Greece is getting a rescue of 100 billion € and is going to have to restructure the economy in an IMF way, and few countries have ever come alive from these macroeconomic diets… The compulsory deficit reduction will imply cutting expenditure (and investments), and/or increasing revenues. If the government doesn’t succeed in bringing law enforcement to the country –making people pay taxes, work longer…- there is no way they will manage to increase the revenues.
And in the best case, cutting in the expenditures will help reduce the deficit but it won’t generate much growth and the little growth that the country might generate will go to repay the service of the debt.
Now Ireland has a national debt that is 9 times the size of its GDP and Spain has an acute problem with unemployment and deficit.
Ireland and Spain were the heroes of the European growth until the machine broke and showed that their growth was the most unsustainable of all –speculation and borrowing from the future-. Now Ireland has a national debt that is 9 times the size of its GDP and Spain has an acute problem with unemployment and deficit. Spain made everyone happy in the Ecofin meeting of 9th of May when it announced a cut in the deficit of 5 billion €. This cut will mean less investment in public works and hence less dynamism in the economy and less internal demand.
The PIGS ( Portugal , Italy , Greece and Spain ) and countries like Ireland which are going through a tough macroeconomic restructuring will have problems to generate economic growth. And the little profits generated by a hypothetic economic growth will go to cover the deficit and pay the service of the debt. Hence no growth in sight… Economic history shows a continuously rising public debt in a shrinking economy is a recipe for disaster. Yet, it is difficult to see how half of the EU member states will avoid falling into such a vicious circle.
There is a burning need to raise revenues in the EU in order to break the above-mentioned spiral. The current measures won’t work: Taxing labour will do more harm than good, increasing VAT (like they want to do in Spain) has a uneven impact which won’t help, delaying going into pension is good when workers are productive but will not save the situation in the PIGS with low qualified labour.
Yet this catastrophic situation might open a door that the policy-makers –well-advised by their friends in the industry and banks- have tried to keep close until now.
Taxes are not only a way to generate revenue, they are way to steer and create markets. Therefore it is of common sense to raise taxes there where is needed in order to pave the way towards a more sustainable economic and environmental future: taxing capital and taxing carbon is the way forward.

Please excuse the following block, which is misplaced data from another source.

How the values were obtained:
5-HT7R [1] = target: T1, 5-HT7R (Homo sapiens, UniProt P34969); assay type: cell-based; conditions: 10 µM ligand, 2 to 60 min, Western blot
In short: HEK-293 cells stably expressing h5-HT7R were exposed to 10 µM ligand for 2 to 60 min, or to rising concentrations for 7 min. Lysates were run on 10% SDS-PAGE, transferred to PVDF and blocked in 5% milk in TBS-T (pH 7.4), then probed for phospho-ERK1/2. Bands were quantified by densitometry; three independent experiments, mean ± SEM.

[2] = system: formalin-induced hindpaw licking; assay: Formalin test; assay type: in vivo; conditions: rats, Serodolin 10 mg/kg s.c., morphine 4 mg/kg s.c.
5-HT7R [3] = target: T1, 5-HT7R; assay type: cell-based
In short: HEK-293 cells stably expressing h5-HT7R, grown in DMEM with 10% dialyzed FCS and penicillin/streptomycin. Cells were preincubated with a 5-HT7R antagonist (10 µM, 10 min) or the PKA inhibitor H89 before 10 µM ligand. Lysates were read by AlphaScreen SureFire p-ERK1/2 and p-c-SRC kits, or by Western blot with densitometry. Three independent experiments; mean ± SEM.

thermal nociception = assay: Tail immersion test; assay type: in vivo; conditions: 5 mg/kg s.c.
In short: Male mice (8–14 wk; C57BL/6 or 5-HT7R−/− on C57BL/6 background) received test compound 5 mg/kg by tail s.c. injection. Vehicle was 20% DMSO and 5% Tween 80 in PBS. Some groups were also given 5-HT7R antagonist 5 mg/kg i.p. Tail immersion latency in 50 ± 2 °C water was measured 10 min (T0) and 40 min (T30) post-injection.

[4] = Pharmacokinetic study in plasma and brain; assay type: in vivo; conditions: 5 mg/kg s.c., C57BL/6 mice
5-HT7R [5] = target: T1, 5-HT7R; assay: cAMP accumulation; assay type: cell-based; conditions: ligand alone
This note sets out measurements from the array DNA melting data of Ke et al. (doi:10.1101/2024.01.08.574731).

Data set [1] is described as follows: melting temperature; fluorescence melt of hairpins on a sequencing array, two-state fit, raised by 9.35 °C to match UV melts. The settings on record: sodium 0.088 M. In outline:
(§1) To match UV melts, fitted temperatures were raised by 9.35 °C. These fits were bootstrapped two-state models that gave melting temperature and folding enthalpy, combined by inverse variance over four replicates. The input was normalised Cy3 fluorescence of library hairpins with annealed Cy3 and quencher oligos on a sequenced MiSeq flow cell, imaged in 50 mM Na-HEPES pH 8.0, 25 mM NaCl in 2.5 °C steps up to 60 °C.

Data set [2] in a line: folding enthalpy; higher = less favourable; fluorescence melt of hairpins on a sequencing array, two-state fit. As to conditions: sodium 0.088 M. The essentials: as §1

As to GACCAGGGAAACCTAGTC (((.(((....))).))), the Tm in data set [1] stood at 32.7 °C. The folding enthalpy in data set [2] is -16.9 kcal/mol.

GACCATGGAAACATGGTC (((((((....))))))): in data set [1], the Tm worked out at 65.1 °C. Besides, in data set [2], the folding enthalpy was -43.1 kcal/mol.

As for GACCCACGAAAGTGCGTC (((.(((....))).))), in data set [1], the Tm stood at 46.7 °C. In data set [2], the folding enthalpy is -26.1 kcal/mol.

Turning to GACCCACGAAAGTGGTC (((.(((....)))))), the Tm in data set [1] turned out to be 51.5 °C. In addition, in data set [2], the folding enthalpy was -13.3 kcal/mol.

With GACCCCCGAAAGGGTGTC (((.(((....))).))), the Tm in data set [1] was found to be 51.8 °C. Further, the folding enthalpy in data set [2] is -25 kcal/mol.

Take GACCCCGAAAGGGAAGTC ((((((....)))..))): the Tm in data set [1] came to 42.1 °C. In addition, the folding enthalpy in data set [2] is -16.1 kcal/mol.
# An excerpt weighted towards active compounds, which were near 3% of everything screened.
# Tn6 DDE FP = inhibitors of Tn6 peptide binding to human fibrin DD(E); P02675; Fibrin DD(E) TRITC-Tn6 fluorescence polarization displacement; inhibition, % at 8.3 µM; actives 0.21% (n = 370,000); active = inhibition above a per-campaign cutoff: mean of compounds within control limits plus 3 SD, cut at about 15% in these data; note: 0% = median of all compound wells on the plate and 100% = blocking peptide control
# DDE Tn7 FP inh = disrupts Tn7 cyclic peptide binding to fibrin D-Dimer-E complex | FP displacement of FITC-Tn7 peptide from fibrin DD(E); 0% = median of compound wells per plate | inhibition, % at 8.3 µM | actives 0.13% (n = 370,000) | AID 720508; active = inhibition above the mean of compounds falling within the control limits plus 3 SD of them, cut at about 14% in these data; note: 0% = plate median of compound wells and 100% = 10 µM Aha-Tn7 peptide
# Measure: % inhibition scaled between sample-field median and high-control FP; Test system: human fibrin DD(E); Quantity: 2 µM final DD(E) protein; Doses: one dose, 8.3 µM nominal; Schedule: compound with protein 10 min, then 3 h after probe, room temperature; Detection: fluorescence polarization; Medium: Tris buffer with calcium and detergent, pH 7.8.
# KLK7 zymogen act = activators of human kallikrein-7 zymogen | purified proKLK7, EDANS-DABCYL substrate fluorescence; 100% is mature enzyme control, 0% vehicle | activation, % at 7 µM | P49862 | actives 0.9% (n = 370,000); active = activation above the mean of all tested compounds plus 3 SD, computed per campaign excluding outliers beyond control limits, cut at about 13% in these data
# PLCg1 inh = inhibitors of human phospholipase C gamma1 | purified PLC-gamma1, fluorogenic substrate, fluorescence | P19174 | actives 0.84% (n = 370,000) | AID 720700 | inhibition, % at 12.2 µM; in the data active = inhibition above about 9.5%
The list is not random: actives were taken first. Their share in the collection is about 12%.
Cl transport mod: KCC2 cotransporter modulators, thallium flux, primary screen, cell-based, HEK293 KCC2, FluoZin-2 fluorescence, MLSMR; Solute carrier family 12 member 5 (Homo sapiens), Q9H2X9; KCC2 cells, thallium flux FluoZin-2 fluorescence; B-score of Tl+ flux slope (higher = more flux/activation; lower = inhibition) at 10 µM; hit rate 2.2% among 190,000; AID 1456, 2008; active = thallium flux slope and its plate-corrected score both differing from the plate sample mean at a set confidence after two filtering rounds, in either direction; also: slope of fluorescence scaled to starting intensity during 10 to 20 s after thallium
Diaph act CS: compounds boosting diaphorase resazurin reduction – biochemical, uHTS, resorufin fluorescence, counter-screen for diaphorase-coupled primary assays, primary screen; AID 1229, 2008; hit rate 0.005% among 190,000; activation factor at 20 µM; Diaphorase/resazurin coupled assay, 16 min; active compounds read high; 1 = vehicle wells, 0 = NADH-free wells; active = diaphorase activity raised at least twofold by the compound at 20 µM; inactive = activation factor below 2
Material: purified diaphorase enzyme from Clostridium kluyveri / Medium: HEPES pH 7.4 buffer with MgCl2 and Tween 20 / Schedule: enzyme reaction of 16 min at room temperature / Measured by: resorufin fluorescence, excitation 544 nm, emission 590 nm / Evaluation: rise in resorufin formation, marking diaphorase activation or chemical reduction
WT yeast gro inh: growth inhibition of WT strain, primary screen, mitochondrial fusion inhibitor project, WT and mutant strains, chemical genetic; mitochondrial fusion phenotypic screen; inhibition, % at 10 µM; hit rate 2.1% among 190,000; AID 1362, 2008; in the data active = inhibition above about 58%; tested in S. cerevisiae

Taxing capital transactions: The current crisis was triggered by the excessive speculation and in order to stimulate productive investments a tax on the financial speculative transactions is not only useful to raise income but it is also fair.
Taxing carbon: The big challenge of the current times is the decarbonisation of the economy, whatever economy comes out of the current crisis will have to be more sustainable and efficient and less based on carbon. A tax on carbon would help raise revenues and would bring the right incentives to the market, pushing the economy to be less carbon-intensive.
The problem is that those who put us in the current crisis are supposed to get us out of it…
The problem is that those who put us in the current crisis are supposed to get us out of it and, sadly, so far we have only seen old ideas to fix new problems. Someone said “Never waste a good crisis”; now the European leaders have the perfect excuse to do the right changes. The problem is that neither the industry, nor political parties, nor even trade unions want the change. In France , Sarkozy’s plan to tax carbon had to be left aside because in the end “nobody” – except common people - wanted it. In Spain Zapatero –and common people- wanted to tax capital transactions but he had to give in to some “interests”…
Ideally the initiative should come from the European Commission, but so far it hasn’t shown much initiative in anything relevant and, sadly, people tend to expect more from the German government than from the European Commission.
The EU has been taking difficult decisions regarding rescue-packages and others. Had they been bold and brave enough before, we would have saved lots of tax-payers money. Latest experiences are a sad portrait of the cost of inaction; with the current pre-depression situation countries like Greece have to break the vicious circle imposed by IMF rescue plans. Taxing carbon and speculation is the right way forward and now it is time to implement it. The longer we wait, the higher the bill will be.